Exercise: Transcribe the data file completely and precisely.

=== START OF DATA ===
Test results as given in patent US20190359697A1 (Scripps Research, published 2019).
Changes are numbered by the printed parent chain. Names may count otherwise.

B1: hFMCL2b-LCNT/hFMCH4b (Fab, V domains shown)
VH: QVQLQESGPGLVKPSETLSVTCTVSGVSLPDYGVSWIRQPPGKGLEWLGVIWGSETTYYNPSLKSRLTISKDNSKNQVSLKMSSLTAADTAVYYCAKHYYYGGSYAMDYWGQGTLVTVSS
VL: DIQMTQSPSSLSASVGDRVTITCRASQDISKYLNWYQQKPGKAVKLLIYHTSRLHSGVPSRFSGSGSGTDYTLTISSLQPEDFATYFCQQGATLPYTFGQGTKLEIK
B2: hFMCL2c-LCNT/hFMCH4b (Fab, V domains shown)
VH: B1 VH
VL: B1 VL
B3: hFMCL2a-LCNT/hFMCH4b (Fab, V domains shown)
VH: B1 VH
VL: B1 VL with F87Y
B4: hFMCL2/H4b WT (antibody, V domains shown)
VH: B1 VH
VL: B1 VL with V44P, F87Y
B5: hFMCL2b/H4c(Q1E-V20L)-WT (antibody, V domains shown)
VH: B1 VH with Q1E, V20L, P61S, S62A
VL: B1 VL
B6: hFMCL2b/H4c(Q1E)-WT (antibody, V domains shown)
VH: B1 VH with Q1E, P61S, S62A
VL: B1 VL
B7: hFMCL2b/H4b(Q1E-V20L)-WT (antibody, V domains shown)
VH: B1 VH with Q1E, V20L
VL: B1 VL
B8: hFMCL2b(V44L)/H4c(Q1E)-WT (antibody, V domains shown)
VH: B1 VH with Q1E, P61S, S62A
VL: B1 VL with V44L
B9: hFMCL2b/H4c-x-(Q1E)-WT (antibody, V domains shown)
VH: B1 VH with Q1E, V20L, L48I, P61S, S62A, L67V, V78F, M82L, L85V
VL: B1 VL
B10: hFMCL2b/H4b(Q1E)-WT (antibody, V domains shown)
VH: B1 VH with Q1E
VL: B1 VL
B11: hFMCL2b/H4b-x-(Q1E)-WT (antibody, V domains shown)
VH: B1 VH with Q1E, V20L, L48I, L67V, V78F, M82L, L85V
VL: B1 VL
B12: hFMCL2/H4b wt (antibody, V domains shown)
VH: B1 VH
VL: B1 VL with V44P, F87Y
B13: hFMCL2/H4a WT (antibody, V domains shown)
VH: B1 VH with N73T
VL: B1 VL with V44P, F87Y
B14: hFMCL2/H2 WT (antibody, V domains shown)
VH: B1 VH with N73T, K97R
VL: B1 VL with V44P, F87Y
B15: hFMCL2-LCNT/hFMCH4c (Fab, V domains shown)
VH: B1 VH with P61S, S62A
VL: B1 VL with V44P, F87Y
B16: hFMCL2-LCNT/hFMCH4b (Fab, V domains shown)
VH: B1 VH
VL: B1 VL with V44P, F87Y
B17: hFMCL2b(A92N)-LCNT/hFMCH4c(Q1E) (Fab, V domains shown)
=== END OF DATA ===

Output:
Test results as given in patent US20190359697A1 (Scripps Research, published 2019).
Changes are numbered by the printed parent chain. Names may count otherwise.

B1: hFMCL2b-LCNT/hFMCH4b (Fab, V domains shown)
VH: QVQLQESGPGLVKPSETLSVTCTVSGVSLPDYGVSWIRQPPGKGLEWLGVIWGSETTYYNPSLKSRLTISKDNSKNQVSLKMSSLTAADTAVYYCAKHYYYGGSYAMDYWGQGTLVTVSS
VL: DIQMTQSPSSLSASVGDRVTITCRASQDISKYLNWYQQKPGKAVKLLIYHTSRLHSGVPSRFSGSGSGTDYTLTISSLQPEDFATYFCQQGATLPYTFGQGTKLEIK
B2: hFMCL2c-LCNT/hFMCH4b (Fab, V domains shown)
VH: B1 VH
VL: B1 VL
B3: hFMCL2a-LCNT/hFMCH4b (Fab, V domains shown)
VH: B1 VH
VL: B1 VL with F87Y
B4: hFMCL2/H4b WT (antibody, V domains shown)
VH: B1 VH
VL: B1 VL with V44P, F87Y
B5: hFMCL2b/H4c(Q1E-V20L)-WT (antibody, V domains shown)
VH: B1 VH with Q1E, V20L, P61S, S62A
VL: B1 VL
B6: hFMCL2b/H4c(Q1E)-WT (antibody, V domains shown)
VH: B1 VH with Q1E, P61S, S62A
VL: B1 VL
B7: hFMCL2b/H4b(Q1E-V20L)-WT (antibody, V domains shown)
VH: B1 VH with Q1E, V20L
VL: B1 VL
B8: hFMCL2b(V44L)/H4c(Q1E)-WT (antibody, V domains shown)
VH: B1 VH with Q1E, P61S, S62A
VL: B1 VL with V44L
B9: hFMCL2b/H4c-x-(Q1E)-WT (antibody, V domains shown)
VH: B1 VH with Q1E, V20L, L48I, P61S, S62A, L67V, V78F, M82L, L85V
VL: B1 VL
B10: hFMCL2b/H4b(Q1E)-WT (antibody, V domains shown)
VH: B1 VH with Q1E
VL: B1 VL
B11: hFMCL2b/H4b-x-(Q1E)-WT (antibody, V domains shown)
VH: B1 VH with Q1E, V20L, L48I, L67V, V78F, M82L, L85V
VL: B1 VL
B12: hFMCL2/H4b wt (antibody, V domains shown)
VH: B1 VH
VL: B1 VL with V44P, F87Y
B13: hFMCL2/H4a WT (antibody, V domains shown)
VH: B1 VH with N73T
VL: B1 VL with V44P, F87Y
B14: hFMCL2/H2 WT (antibody, V domains shown)
VH: B1 VH with N73T, K97R
VL: B1 VL with V44P, F87Y
B15: hFMCL2-LCNT/hFMCH4c (Fab, V domains shown)
VH: B1 VH with P61S, S62A
VL: B1 VL with V44P, F87Y
B16: hFMCL2-LCNT/hFMCH4b (Fab, V domains shown)
VH: B1 VH
VL: B1 VL with V44P, F87Y
B17: hFMCL2b(A92N)-LCNT/hFMCH4c(Q1E) (Fab, V domains shown)